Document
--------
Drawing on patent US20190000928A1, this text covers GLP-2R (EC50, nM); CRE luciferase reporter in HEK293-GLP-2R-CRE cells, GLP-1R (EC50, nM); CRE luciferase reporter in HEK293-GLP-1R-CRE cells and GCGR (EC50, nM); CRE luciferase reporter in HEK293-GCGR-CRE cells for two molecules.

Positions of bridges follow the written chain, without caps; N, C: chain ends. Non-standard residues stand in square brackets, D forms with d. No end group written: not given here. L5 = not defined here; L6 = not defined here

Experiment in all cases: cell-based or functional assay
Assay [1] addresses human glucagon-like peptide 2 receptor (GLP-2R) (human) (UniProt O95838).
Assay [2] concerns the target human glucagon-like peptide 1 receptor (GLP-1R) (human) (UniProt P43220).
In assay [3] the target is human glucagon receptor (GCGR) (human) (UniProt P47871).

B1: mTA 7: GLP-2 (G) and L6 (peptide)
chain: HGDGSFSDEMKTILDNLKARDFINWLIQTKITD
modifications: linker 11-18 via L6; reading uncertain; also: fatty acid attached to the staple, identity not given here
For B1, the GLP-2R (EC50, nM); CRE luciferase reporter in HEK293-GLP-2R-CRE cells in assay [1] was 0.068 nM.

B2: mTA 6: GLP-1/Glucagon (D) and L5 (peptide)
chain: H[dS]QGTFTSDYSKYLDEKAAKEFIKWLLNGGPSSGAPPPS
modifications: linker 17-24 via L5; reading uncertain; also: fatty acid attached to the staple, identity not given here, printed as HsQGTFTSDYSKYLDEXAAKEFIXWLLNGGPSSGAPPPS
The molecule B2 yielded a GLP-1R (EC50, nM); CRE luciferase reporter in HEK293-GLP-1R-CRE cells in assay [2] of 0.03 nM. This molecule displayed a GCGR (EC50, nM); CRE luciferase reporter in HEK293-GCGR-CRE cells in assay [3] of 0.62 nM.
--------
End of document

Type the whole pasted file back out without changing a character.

Drawing on patent US20190000928A1, this text covers GLP-2R (EC50, nM); CRE luciferase reporter in HEK293-GLP-2R-CRE cells, GLP-1R (EC50, nM); CRE luciferase reporter in HEK293-GLP-1R-CRE cells and GCGR (EC50, nM); CRE luciferase reporter in HEK293-GCGR-CRE cells for two molecules.

Positions of bridges follow the written chain, without caps; N, C: chain ends. Non-standard residues stand in square brackets, D forms with d. No end group written: not given here. L5 = not defined here; L6 = not defined here

Experiment in all cases: cell-based or functional assay
Assay [1] addresses human glucagon-like peptide 2 receptor (GLP-2R) (human) (UniProt O95838).
Assay [2] concerns the target human glucagon-like peptide 1 receptor (GLP-1R) (human) (UniProt P43220).
In assay [3] the target is human glucagon receptor (GCGR) (human) (UniProt P47871).

B1: mTA 7: GLP-2 (G) and L6 (peptide)
chain: HGDGSFSDEMKTILDNLKARDFINWLIQTKITD
modifications: linker 11-18 via L6; reading uncertain; also: fatty acid attached to the staple, identity not given here
For B1, the GLP-2R (EC50, nM); CRE luciferase reporter in HEK293-GLP-2R-CRE cells in assay [1] was 0.068 nM.

B2: mTA 6: GLP-1/Glucagon (D) and L5 (peptide)
chain: H[dS]QGTFTSDYSKYLDEKAAKEFIKWLLNGGPSSGAPPPS
modifications: linker 17-24 via L5; reading uncertain; also: fatty acid attached to the staple, identity not given here, printed as HsQGTFTSDYSKYLDEXAAKEFIXWLLNGGPSSGAPPPS
The molecule B2 yielded a GLP-1R (EC50, nM); CRE luciferase reporter in HEK293-GLP-1R-CRE cells in assay [2] of 0.03 nM. This molecule displayed a GCGR (EC50, nM); CRE luciferase reporter in HEK293-GCGR-CRE cells in assay [3] of 0.62 nM.